While working in Ghana, one of my first reactions to the largest “slum” in the country was that I could not be one of those researchers who would take research data from the community and then leave the community. I wanted to help. But I did not want to help in a paternalistic way. I wanted to help the well being of the community in a way that responded to what community residents identified as being their big health problems. I formed a team of very talented Ghanaians, Americans, and Norwegians to try and respond to this challenge–one involving poverty, deprivation, exploitation, environmental contamination, infectious disease, political discrimination, and many other challenges. Unfortunately we ultimately did not succeed, or succeeded in only a very small way, and there are big lessons to be learned from that. I hope to write about some of those in coming weeks. But this is about something else.
Much of my work in the past few years has been about pain and pain treatment. With changing politics, and changing dominant notions of what constitutes “good pain care,” which excludes opioids for many reasons–many of which are ideological and frankly dogmatic, an increasing number of people who have been on stable regimens of opioids have been rapidly tapered off of them and have been offered nothing as a substitute. The problem is that we do not know how many people like this there are, or what has become of them, or how well they are doing psychologically, or how well they are “functioning”, or whether their lives have taken a turn for the worse, or for the better. There are no data sources that allow us to do that.
Yet there are stories. Some derisively call them anecdotes, but there are stories that I hear through social media and interviews, and those stories are stories of suffering. For some, new guidelines promulgated by the CDC, admittedly to minimize potentially terrible consequences of opioid overdoses, have not been kind. Many of these individuals feel abandoned and voiceless.
This poses a challenge. It does nobody good to have populations abandoned under such conditions. At the very least, people need to have adequate and dignified access to multidisciplinary pain clinics, in which treatment for chronic pain is approached from many angles at once: general medicine, physical therapy, physical medicine and rehabilitation, psychology and psychiatry, neurology, anesthesiology, and so called integrative medicine, just to name a few, all within a framework merging compassion and technical expertise. The first of these was at my home institution: the University of Washington, begun by a visionary group of people over 50 years ago. Data show that this model was the best one for improving peoples’ lives in terms of their levels of happiness, self rated functioning, well being, and other metrics. But unfortunately, the health care environment eventually caused many of these clinics to close. They began losing money. And now there are only 200 left to serve the entire country.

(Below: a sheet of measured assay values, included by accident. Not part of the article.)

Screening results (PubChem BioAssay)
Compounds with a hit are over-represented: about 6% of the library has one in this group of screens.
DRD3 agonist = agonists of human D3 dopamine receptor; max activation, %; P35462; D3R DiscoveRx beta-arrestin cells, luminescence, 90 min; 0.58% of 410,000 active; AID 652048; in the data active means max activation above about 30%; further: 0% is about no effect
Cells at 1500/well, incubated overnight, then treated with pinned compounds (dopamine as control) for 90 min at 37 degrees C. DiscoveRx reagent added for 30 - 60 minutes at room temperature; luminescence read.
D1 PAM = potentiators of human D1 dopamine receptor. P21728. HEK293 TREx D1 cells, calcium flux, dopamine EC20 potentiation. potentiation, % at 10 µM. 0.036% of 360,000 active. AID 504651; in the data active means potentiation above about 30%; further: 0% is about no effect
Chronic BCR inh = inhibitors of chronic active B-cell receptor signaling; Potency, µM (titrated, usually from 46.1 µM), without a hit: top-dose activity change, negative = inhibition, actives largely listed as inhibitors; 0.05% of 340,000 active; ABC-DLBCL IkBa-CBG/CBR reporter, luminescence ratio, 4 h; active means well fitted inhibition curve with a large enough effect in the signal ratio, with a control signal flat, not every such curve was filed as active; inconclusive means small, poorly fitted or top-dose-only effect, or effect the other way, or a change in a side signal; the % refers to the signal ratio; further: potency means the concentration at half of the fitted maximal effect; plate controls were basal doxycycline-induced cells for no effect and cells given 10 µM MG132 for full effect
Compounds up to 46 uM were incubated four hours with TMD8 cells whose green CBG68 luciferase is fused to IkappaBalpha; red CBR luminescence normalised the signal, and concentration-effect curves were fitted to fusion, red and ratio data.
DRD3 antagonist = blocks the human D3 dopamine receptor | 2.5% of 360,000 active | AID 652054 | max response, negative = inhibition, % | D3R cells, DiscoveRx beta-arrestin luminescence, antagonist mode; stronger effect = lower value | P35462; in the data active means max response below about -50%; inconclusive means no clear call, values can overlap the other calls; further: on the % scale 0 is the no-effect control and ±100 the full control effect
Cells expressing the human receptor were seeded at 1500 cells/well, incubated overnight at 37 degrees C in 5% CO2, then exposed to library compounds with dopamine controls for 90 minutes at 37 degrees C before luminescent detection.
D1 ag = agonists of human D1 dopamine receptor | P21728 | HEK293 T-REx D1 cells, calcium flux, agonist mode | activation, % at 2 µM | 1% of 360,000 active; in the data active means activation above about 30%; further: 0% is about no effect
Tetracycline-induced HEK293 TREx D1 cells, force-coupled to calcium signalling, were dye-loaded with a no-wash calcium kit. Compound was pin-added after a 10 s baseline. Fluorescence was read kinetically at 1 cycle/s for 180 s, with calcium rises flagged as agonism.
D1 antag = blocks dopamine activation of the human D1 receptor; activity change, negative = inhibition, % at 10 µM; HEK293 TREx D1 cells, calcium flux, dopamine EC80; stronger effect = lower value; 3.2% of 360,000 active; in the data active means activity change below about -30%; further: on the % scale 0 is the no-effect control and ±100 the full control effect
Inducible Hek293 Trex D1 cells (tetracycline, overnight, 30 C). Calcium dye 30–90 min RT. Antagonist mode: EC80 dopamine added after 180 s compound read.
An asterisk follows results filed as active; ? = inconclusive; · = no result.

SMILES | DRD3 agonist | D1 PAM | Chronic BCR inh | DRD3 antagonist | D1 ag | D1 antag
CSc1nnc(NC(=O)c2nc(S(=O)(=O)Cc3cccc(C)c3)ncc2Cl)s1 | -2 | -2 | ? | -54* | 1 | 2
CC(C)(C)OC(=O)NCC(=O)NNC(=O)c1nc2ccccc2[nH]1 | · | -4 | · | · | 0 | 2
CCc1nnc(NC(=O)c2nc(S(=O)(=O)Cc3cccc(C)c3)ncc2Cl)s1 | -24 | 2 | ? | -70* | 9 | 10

Pain is the most common reason for primary health care visits, and pain is the most prevalent health care condition both in the US and globally. We cannot just abandon people by tapering their opioids and in a condemnatory way leaving them to fend for themselves. as though they had asked either to suffer from chronic pain, or to be on opioids.
I decided, therefore, to try something. I remembered what we tried to do in Ghana. Now I am asking people on Twitter and elsewhere: “in my research, how can I help you? What questions can I ask? What needs to be known? What can I find out?” I have that freedom.
Maybe I can make a difference, and spur others to as well. What better way is there to begin than by asking people themselves to help define their own problems?